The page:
Marked and unmarked Adjectives of measurement

Adjectives are one of the fundamental pieces of grammar in the English language, and surely you must be thinking that you have mastered them by now. However, adjectives can come in many different forms. In this blog post, we will be discussing some adjectives of measurement, specifically marked and unmarked forms.

Adjectives of measurement? Tall and short, right? YES, this is an example of adjectives of measurement. Here are some others:

– Old/Young
– Heavy/Light
– Fast/Slow

The word that is used for the bigger end of the spectrum can also be used to talk about the quality of something in general. We call these unmarked.


She is very tall while he is very short – this is marked (as we know what the adjectives are describing.)
How tall are you – this is unmarked (in general – we would not say ‘how short are you’)
Lead is one of the heaviest metals (marked)
Scales measure how heavy something is (they don’t measure how light something is).
The worst thing about The Batman was its length (marked)
What is the length of that table (unmarked- not ‘what is the shortness’)?

Now that you have seen some examples of marked and unmarked adjectives of measurement, let’s test your knowledge with a quiz.

Marked and unmarked adjectives

Can you rewrite these sentences using unmarked adjectives?

Did you enjoy learning a little English today? If you can make a habit of practicing at least a little bit every day, your overall level will improve significantly.  Here are a selection of other resources you can use to continue your English journey: : Also, check us out on Instagram or come to our English school in Milan to say hello.

Learning a Language | English Vocabulary Challenge (Adjectives)

Adjectives make our conversations interesting. With interesting adjectives, you can describe perfectly your feelings and paint fantastic, accurate pictures in your conversations and writing. Everyone learns the most common adjectives first, good, bad, happy, sad. But these adjectives are used so much they become boring after a while! Well, now it’s time to expand your vocabulary with some excellent new adjectives. Read the text below about Diana’s experience of learning English and then try our quizzes below!

“I studied English for years in school in Greece. To be honest, I hated it. After 10 years of studying the grammar, doing exercises from textbooks and listening to our teacher talking, I was exhausted. The whole thing was so boring and tiring. At the end of school, we had exams in English for speaking, reading, writing and listening. During my revision for the exams, I was very on edge. I was very stressed and I couldn’t remember lots of things. This made me frustrated and I started to get angry with myself. After 10 years of studying this language, I still could not remember the difference between the present perfect and the past perfect.

Anyway, my exams came and went and then I was waiting for the results. I got the result of my writing test back… I got an F! In that moment I was so upset. I tried so hard in the test and all those years of studying were for nothing. I thought about all of the textbooks I had read, and all the hours spent listening to my teacher and it made me really mad. What a waste of time.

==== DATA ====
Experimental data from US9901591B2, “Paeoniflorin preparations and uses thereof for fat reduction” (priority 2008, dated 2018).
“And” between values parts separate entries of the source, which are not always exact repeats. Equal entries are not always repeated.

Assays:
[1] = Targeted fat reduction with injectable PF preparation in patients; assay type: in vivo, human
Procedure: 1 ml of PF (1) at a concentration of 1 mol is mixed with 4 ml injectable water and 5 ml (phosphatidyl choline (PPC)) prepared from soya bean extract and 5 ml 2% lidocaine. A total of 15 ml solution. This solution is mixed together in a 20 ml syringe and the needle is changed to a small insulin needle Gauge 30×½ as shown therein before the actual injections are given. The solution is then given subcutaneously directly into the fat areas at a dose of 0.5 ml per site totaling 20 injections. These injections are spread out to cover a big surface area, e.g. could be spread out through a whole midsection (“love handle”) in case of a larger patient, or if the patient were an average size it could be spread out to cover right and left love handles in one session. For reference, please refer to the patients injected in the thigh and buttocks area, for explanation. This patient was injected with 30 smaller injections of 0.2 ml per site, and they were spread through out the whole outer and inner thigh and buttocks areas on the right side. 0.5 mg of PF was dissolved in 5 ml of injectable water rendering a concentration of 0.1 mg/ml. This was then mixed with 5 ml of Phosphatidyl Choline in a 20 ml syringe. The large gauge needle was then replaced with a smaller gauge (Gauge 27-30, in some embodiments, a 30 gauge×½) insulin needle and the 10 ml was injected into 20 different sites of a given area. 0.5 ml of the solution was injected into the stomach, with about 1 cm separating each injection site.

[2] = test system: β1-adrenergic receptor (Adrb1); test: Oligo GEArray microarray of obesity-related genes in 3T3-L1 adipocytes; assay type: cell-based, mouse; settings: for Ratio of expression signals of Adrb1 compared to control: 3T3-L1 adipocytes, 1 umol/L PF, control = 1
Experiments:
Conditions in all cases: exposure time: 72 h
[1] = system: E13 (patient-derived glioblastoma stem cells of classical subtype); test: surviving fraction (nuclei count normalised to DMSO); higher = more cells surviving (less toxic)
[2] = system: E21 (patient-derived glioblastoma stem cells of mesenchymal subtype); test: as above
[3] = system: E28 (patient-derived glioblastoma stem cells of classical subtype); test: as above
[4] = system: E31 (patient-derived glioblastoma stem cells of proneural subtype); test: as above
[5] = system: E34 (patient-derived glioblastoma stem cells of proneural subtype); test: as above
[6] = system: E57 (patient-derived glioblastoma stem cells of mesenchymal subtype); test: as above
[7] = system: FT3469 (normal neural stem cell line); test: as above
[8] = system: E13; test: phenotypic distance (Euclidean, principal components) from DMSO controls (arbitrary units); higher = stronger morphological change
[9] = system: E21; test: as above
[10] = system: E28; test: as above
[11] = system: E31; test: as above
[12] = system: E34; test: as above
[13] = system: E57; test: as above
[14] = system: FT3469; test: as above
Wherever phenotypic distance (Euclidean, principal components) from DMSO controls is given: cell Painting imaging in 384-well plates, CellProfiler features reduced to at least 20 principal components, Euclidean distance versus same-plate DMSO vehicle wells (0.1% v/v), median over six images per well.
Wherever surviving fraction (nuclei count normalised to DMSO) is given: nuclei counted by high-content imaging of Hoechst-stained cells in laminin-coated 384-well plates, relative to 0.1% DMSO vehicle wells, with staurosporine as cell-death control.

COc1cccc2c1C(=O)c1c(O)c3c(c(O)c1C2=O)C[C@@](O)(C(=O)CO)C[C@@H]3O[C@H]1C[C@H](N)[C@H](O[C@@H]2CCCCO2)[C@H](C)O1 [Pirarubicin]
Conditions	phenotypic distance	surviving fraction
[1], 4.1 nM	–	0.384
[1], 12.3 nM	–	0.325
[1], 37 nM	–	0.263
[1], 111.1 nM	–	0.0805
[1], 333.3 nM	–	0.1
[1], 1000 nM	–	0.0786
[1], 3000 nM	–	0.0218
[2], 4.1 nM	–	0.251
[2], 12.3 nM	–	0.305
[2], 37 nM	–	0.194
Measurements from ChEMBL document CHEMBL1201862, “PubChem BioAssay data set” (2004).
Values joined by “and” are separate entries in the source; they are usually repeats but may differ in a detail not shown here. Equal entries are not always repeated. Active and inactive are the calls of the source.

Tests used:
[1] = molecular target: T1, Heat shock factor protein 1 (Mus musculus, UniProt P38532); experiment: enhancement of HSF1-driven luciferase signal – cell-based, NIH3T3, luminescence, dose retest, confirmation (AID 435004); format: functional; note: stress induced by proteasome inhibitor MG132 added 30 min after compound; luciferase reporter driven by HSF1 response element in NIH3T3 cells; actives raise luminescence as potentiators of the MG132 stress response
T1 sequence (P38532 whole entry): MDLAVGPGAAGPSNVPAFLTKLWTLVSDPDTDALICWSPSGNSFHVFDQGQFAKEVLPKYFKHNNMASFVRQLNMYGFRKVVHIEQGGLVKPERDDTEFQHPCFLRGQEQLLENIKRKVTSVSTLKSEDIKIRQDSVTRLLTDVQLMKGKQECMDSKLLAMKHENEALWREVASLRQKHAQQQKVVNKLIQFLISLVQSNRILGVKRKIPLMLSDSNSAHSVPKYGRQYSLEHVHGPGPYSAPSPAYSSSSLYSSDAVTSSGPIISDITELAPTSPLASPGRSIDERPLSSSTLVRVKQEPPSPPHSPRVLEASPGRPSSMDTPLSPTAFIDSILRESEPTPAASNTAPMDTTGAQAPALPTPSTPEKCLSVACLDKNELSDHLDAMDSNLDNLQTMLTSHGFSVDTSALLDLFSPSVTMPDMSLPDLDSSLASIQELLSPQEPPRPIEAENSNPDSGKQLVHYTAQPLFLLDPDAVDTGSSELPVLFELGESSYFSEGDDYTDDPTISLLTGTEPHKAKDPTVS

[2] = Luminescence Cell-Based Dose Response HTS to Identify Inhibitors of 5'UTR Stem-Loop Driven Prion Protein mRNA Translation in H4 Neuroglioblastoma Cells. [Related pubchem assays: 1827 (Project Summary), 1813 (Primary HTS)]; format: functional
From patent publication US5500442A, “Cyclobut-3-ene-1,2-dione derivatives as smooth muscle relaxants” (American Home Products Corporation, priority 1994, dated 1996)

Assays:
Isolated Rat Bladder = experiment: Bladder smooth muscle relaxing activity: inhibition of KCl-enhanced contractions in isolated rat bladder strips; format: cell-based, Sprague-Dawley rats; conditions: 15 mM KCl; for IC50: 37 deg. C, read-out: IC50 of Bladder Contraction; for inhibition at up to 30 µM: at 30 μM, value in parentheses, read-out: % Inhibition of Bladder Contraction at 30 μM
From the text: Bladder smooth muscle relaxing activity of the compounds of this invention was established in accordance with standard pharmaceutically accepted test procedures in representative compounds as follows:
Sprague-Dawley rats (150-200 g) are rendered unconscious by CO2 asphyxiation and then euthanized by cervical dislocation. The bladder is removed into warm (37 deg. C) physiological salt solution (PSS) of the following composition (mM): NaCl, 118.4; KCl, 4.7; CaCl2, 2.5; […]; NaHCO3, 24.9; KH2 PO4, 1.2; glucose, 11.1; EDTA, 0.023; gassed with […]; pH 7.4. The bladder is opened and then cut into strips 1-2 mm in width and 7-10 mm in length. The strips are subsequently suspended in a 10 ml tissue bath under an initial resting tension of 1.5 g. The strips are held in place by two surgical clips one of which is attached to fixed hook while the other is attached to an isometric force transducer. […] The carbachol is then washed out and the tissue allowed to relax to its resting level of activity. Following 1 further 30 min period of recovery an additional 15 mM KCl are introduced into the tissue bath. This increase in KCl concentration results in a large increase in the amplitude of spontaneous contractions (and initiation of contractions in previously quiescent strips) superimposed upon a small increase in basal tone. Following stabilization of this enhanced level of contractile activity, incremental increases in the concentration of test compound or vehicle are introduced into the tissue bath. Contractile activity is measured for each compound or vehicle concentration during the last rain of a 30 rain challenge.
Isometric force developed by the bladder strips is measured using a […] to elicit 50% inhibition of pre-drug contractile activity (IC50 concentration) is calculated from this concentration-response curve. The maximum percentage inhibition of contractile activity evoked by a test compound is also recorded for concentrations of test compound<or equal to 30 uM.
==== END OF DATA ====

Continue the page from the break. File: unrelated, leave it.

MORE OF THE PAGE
So in the end I decided I could never learn English. After a long time studying, I still couldn’t speak it. I got an F in my speaking test too! I was really annoyed, because during my classes, I never got the opportunity to speak, I just listened to the teacher! Later I decided I wanted to go travelling and find a job in London. I was annoyed because my English was still so bad but I really wanted to go. So I found a little English school in my town and started having online lessons. My teacher was great and the lessons were so interactive. I had lots of opportunities to speak and I was thrilled with this.

After a couple of months, I felt very confident and I booked myself an IELTS test. My teacher gave me lots of encouragement and I studied very hard for the exam. The results came back and I got an 8. I was so thrilled and relieved to finally get a good grade in English. I felt on top of the world. Now I can go to London, find a job and speak lots of English!”

Learning a Language | Definitions Quiz

Match the word to the correct definition

Learning a Language | True or False

Decide if the statement is true or false

English Quiz: Adjectives for Describing Difficulty

Adjectives, adjectives, adjectives! The blog of the day is all about those little descriptive words that can completely change the feeling of a story, for better or for worse! How do you feel about your level of adjectives? Do you have a vast catalogue of descriptive words, like a Pantone color chart, or is it more like a rotation of 5 words, one for the most common moods out there?

Adjectives are an integral part of self-expression the English language. Instead of just saying the classic few English adjectives in your repertoire like “nice”, “bad”, “good” and so on, how about expanding upon ways to describe your feelings with one of our English Language Vocabulary quizzes today? We’ve prepared an exercise that will help you decipher the nuances between each adjective and help you express yourself to the fullest!

Adjectives for Describing Difficulty

Fill the gaps with the correct answers


How did it go? Are you on top of the world after your performance? Or are you mad because you didn’t do as well as you would have liked. After only a few questions, we’re sure you’ve still got enough energy left in the tank to keep going and do a few more exercises! Now that you’ve done the theoretic exercise, how about a listening exercise? Try the link below to put your ears to practice and see if you can improve your listening English skills!


Biggest Achievements – Esercizio Ascolto Inglese B1/B2